As a child, Haile Gebrselassie was asthmatic, but that didn’t stop from becoming a two-time Olympic gold-winning athlete, and subsequently one of Ethiopia’s richest businessmen.
Retired now from long-distance track and road-running, Gebrselassie is a sports ambassador. He has made an economic impact on his country with proceeds from his appearance fees, prize money and endorsements, according to a report by Rosalind K. Amoh in GraphicOnline.
He used earnings to make investments which he runs with his wife and brother. Combined, his businesses helped make him one of Ethiopia’s richest men.
These include a five-star hotel in Addis Ababa, a real estate development company, and thousands of acres of farmland.
Gebrselassie owns the Alem Building, one of the tallest buildings in Addis Ababa, named after his wife. He and his wife run a successful property company which has financed seven more buildings in Addis Ababa.
His businesses employs 1,600 people and his interests range from growing coffee and beans to selling cars.
He has the sole licence to import Hyundai cars into Ethiopia and has a large showroom.
“I wake up every morning feeling grateful and still a winner,” he said in an interview with GraphicsOnline.
Gebrselassie is also a philanthropist, and built two primary schools in Ethiopia. He’s involved with the Great Ethiopian Run, an annual 10-kilometer running event held in late November in Addis Ababa.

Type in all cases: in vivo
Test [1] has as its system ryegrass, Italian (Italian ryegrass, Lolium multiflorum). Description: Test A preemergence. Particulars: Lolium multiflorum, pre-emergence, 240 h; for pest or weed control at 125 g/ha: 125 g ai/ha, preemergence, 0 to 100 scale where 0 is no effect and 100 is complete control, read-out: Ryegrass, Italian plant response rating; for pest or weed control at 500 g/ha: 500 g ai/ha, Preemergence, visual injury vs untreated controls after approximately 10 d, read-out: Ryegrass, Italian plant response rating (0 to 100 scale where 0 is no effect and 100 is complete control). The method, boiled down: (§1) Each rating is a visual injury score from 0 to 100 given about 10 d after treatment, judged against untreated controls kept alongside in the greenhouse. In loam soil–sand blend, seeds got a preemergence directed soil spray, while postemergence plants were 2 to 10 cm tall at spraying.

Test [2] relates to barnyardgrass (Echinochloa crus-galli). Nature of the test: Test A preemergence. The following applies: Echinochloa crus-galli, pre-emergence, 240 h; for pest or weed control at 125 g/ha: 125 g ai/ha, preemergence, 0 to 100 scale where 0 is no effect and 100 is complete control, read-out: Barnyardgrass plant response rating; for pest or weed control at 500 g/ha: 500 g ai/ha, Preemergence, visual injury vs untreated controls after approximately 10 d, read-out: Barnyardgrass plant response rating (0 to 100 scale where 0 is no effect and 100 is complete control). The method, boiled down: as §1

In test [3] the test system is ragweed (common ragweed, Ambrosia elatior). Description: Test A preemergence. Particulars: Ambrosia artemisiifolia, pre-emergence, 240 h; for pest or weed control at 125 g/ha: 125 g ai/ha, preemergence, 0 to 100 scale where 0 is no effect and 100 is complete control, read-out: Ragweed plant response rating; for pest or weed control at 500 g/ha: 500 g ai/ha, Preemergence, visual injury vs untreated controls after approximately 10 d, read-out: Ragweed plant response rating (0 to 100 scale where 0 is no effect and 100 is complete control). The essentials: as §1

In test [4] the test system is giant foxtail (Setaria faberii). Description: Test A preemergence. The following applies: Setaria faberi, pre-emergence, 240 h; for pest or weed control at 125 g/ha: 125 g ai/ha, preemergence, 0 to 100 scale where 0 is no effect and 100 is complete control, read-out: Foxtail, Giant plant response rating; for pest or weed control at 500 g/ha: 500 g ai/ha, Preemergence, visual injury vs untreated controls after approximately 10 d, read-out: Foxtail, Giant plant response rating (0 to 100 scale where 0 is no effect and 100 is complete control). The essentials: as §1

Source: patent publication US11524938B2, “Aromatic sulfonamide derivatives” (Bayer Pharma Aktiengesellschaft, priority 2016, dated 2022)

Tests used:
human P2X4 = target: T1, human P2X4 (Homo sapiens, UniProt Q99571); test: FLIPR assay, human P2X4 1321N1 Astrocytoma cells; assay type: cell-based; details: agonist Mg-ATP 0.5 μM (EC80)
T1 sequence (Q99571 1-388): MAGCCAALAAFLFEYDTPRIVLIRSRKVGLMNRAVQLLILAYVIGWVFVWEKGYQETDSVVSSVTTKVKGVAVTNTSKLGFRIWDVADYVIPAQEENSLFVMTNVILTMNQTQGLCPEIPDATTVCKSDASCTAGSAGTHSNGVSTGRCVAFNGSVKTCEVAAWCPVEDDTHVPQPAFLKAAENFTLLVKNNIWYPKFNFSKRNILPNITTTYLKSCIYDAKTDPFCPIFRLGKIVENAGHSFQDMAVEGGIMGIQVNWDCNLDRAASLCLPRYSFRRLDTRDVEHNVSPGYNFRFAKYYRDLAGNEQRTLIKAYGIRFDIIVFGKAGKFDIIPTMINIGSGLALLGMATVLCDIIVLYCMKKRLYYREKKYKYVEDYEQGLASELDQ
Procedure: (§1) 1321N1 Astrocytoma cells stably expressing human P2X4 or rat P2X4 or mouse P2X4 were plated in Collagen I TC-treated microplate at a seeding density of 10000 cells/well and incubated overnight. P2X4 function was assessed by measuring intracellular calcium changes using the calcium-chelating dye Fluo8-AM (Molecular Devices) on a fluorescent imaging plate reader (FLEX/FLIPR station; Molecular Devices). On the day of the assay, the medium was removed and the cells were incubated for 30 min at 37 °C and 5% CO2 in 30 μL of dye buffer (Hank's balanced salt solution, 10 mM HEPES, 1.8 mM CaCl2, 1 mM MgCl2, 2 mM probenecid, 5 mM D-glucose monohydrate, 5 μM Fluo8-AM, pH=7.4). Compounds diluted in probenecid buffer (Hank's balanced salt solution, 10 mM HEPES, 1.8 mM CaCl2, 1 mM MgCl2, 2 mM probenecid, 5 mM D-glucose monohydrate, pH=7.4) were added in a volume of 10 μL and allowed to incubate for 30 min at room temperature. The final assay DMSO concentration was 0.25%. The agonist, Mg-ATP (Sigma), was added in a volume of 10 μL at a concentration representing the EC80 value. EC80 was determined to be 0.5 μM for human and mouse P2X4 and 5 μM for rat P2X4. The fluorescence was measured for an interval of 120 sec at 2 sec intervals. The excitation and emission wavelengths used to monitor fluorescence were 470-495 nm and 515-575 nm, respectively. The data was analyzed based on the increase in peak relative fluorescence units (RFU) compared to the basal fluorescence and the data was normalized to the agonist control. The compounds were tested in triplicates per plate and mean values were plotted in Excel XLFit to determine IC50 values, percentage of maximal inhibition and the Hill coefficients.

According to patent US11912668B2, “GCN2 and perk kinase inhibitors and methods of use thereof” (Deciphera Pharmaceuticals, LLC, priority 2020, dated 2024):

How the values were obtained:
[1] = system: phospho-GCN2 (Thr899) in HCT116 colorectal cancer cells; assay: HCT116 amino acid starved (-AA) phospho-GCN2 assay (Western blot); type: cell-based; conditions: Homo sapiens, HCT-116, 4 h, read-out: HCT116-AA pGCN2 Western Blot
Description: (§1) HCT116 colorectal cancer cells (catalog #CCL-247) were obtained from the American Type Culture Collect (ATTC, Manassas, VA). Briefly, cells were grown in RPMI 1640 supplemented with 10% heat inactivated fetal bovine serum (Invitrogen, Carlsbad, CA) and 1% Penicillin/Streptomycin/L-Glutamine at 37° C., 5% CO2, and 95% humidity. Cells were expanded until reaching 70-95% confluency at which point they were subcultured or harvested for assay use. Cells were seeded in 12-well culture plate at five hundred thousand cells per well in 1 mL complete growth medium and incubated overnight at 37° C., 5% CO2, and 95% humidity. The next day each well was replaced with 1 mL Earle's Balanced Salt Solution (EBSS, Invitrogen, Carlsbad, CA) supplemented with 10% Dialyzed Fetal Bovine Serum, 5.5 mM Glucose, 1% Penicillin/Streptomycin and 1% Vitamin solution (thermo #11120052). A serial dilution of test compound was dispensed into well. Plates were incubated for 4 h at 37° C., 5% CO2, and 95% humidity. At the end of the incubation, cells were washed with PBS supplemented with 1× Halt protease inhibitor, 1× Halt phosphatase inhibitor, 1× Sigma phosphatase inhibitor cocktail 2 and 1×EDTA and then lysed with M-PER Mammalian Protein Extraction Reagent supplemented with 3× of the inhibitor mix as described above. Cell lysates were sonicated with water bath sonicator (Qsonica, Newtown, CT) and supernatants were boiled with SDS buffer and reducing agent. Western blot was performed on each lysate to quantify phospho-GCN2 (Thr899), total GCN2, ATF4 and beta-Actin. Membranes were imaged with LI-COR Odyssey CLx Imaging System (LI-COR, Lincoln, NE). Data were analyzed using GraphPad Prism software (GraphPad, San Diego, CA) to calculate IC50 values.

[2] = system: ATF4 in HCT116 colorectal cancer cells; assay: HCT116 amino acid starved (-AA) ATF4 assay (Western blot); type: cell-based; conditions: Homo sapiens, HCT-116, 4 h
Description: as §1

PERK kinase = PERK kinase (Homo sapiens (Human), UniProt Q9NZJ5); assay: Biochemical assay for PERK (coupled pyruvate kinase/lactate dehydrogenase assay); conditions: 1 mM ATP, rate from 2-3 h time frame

He has advice for professional athletes, GraphicOnline reported.
While they enjoy their success, athletes should plan for the after-career period which can be lonely, sad and frustrating, he said.
“Of course, we all have our plans with what we do with money, but success in sports is not guaranteed all the time, so while you are successful and make money, it is good to also plan and prepare for the life after those active days. As we all know, active participation and competition is not a life-long event.
“The age of retirement for sportsmen is perhaps the shortest compared to all other professions and living happily and still remaining relevant after that time depends on the plans and choices you make.
“I chose to remain and invest at home in Ethiopia despite the lure of all the beautiful countries I’ve travelled to. And I’m very happy about my choice.”
Gebrselassie entered the spotlight in 1992 when he won gold in the 5,000-meter and 10,000-meter track events at the World Junior Championships in Seoul.
From there, he began to dominate 10,000 meter races, winning two Olympic titles and four World Championships — the first in 1993 — and breaking 27 world records.
As he grew older, Gebrselassie became more interested in marathons. He set a world record in 2008 for the Berlin Marathon and won the marathon a record four times. That record was subsequently broken by three Kenyan runners in 2011, 2013 and 2014, according to BBC.
Gebrselassie is considered by many as the greatest long-distance runners of all time, according to SuccessStory.
This Post first appeared on Ethiopia Today